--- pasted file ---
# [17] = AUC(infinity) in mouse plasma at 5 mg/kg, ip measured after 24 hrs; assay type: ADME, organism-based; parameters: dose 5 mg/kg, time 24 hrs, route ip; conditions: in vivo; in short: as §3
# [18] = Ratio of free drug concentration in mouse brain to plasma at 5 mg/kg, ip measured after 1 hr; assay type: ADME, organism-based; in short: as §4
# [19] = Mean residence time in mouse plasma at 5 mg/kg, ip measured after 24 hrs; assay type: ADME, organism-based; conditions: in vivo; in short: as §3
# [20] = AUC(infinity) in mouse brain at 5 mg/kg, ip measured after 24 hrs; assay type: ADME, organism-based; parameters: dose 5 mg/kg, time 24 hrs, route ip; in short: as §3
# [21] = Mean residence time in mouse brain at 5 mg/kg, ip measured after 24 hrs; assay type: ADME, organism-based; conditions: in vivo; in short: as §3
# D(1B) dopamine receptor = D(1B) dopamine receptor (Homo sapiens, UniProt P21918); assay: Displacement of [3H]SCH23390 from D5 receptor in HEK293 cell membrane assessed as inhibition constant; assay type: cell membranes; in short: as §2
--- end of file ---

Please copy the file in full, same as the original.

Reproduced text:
# [17] = AUC(infinity) in mouse plasma at 5 mg/kg, ip measured after 24 hrs; assay type: ADME, organism-based; parameters: dose 5 mg/kg, time 24 hrs, route ip; conditions: in vivo; in short: as §3
# [18] = Ratio of free drug concentration in mouse brain to plasma at 5 mg/kg, ip measured after 1 hr; assay type: ADME, organism-based; in short: as §4
# [19] = Mean residence time in mouse plasma at 5 mg/kg, ip measured after 24 hrs; assay type: ADME, organism-based; conditions: in vivo; in short: as §3
# [20] = AUC(infinity) in mouse brain at 5 mg/kg, ip measured after 24 hrs; assay type: ADME, organism-based; parameters: dose 5 mg/kg, time 24 hrs, route ip; in short: as §3
# [21] = Mean residence time in mouse brain at 5 mg/kg, ip measured after 24 hrs; assay type: ADME, organism-based; conditions: in vivo; in short: as §3
# D(1B) dopamine receptor = D(1B) dopamine receptor (Homo sapiens, UniProt P21918); assay: Displacement of [3H]SCH23390 from D5 receptor in HEK293 cell membrane assessed as inhibition constant; assay type: cell membranes; in short: as §2